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Unformatted text preview: logic. Other punctuation marks — question marks, exclamation marks, semicolons, and colons — go where logic would dictate. Thus, we might see the following sentences in a paper about Robert Frost: The first two lines of this stanza, "My little horse must think it queer / To stop without a farmhouse near," remind us of a nursery rhyme. (Note, also, the slash mark / (with a space on either side) to denote the poem's line-break.) But observe the placement of this semicolon: There is a hint of the nursery rhyme in the line "My little horse must think it queer" ; however, the poem then quickly turns darkly serious. Pay close attention to the placement of commas and periods in the use of citations. For further help with the use of quotation marks, see the appropriate section in the Guide to Grammar and Writing and our English faculty's Suggestions for Writing Papers for Literature Courses ....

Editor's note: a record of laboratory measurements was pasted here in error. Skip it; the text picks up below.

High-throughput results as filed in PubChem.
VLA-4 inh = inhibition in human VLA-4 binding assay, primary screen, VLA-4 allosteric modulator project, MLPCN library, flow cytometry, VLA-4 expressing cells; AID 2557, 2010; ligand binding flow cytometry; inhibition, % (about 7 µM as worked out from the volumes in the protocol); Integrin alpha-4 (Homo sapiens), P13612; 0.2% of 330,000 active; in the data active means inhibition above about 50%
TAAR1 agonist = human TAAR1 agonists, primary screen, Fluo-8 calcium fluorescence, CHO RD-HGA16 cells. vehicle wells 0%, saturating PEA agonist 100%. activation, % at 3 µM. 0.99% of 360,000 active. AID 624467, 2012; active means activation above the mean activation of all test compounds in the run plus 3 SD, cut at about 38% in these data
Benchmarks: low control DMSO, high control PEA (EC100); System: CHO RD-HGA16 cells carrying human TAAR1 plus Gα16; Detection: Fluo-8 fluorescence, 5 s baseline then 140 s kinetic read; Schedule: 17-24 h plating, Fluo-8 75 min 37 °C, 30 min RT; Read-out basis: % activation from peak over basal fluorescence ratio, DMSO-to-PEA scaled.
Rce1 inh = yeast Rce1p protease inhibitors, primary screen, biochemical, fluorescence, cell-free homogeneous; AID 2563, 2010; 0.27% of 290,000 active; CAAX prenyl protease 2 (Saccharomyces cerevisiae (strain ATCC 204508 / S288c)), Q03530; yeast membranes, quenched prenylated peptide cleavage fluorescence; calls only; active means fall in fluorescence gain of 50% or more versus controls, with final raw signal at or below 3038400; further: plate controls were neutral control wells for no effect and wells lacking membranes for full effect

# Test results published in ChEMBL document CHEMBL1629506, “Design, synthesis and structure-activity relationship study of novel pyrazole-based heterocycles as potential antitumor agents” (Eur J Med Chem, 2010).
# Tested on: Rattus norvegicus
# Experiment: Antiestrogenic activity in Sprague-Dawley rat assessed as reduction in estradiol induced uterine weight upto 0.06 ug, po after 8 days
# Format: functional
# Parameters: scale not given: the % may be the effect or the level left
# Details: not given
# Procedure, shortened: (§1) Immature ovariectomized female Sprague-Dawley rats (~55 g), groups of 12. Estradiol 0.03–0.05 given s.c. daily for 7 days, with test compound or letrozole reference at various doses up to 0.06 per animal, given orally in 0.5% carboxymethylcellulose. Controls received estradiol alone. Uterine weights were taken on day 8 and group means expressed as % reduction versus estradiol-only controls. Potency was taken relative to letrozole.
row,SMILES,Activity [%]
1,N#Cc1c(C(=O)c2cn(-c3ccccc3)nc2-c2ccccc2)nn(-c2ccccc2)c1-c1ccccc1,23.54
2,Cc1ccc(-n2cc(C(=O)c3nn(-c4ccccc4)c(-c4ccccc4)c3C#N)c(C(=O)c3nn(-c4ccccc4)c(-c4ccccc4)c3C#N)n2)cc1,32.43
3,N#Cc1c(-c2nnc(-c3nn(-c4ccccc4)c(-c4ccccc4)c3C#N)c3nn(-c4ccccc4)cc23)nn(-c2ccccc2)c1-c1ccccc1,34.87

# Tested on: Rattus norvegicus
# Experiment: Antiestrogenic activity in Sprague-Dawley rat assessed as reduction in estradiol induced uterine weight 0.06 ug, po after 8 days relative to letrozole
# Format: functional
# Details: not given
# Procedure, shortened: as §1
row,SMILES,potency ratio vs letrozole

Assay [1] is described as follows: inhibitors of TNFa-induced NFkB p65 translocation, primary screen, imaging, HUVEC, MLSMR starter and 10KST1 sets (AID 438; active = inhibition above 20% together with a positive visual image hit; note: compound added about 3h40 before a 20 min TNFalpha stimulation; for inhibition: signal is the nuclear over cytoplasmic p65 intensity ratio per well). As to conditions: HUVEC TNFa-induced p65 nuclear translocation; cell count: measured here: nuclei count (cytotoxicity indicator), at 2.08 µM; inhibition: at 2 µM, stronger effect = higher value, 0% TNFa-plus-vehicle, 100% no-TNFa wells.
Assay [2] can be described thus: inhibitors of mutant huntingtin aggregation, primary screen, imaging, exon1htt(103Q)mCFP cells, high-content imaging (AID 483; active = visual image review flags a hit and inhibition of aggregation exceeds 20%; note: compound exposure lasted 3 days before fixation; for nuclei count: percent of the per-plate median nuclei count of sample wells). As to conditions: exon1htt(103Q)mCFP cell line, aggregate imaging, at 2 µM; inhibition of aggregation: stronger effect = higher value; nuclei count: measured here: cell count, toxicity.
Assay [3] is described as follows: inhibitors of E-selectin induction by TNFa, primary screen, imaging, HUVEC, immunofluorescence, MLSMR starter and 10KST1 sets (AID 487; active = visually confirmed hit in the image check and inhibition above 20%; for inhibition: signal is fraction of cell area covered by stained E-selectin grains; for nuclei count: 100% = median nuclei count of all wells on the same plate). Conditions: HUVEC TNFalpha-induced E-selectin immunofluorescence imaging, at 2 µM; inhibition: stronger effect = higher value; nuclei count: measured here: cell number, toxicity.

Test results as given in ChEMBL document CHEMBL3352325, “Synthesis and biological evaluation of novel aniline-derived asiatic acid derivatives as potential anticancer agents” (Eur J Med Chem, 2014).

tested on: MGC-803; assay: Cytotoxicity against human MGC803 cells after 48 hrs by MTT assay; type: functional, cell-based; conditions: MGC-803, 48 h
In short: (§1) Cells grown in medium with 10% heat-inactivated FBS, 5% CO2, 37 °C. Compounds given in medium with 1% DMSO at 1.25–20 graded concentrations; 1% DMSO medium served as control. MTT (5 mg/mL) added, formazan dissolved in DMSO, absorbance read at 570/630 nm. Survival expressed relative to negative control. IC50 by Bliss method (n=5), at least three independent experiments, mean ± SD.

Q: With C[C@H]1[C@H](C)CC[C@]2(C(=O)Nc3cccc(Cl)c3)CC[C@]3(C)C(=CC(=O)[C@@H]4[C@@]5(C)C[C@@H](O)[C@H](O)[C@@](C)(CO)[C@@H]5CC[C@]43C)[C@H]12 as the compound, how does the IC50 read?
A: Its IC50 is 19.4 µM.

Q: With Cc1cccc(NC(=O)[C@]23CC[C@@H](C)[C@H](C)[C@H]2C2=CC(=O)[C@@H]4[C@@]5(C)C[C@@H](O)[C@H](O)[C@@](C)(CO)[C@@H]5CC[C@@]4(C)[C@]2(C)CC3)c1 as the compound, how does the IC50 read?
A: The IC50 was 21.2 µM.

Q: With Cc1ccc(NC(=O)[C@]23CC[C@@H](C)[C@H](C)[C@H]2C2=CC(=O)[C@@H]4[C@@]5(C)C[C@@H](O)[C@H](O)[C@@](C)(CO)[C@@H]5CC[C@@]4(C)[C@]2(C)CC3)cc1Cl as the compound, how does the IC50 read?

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This note was uploaded on 08/29/2011 for the course ENGLISH RE CMP1 taught by Professor Wright during the Spring '00 term at UNF.
- Spring '00